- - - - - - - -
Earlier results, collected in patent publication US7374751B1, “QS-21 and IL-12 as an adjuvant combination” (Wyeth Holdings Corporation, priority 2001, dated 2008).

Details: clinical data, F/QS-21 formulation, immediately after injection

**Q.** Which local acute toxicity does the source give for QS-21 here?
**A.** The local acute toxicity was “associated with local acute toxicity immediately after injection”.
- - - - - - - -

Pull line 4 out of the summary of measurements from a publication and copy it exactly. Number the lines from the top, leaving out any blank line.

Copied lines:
**A.** The local acute toxicity was “associated with local acute toxicity immediately after injection”.